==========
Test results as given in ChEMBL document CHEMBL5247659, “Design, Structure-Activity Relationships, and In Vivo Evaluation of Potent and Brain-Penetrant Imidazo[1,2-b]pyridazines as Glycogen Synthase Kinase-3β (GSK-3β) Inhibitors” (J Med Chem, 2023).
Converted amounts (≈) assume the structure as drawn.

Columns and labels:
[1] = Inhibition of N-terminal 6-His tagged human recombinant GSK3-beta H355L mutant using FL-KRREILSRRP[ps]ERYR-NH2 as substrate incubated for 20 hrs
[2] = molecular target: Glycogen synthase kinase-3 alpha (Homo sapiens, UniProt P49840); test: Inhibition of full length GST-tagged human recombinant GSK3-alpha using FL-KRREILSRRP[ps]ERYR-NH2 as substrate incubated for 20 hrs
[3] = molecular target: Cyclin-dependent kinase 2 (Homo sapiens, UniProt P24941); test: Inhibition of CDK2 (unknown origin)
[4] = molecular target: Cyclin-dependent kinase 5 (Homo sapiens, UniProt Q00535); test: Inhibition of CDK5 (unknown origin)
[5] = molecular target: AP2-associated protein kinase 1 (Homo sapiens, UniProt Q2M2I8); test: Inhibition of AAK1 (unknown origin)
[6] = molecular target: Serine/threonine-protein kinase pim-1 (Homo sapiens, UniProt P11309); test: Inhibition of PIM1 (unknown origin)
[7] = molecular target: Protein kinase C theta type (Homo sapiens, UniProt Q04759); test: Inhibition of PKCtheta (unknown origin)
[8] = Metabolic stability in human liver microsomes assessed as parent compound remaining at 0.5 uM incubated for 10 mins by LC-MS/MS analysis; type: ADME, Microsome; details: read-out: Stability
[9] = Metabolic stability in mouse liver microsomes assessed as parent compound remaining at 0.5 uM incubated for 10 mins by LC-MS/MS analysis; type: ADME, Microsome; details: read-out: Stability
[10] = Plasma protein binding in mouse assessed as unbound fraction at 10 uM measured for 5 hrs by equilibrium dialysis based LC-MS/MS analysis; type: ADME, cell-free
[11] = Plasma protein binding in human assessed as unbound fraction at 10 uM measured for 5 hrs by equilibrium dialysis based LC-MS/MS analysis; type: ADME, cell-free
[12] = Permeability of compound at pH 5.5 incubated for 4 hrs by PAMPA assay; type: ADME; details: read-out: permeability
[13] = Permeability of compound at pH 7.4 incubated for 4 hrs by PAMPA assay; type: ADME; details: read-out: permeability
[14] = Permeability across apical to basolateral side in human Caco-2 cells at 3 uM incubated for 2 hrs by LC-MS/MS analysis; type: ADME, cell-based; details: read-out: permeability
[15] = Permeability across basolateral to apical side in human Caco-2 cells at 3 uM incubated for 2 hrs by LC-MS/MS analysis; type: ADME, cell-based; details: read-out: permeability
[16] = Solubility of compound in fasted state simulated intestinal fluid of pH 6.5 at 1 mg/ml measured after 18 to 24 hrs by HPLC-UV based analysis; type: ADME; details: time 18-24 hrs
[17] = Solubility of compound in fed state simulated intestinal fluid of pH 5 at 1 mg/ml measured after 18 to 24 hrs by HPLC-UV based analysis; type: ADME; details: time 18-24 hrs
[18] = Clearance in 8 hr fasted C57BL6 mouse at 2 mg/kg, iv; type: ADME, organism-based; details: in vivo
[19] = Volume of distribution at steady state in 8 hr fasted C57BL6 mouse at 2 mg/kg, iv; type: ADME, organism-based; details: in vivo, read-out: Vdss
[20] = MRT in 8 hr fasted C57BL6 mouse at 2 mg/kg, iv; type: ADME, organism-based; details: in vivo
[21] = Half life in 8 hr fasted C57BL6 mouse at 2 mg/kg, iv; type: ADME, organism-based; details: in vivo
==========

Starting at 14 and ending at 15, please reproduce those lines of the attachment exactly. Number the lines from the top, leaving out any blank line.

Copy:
[11] = Plasma protein binding in human assessed as unbound fraction at 10 uM measured for 5 hrs by equilibrium dialysis based LC-MS/MS analysis; type: ADME, cell-free
[12] = Permeability of compound at pH 5.5 incubated for 4 hrs by PAMPA assay; type: ADME; details: read-out: permeability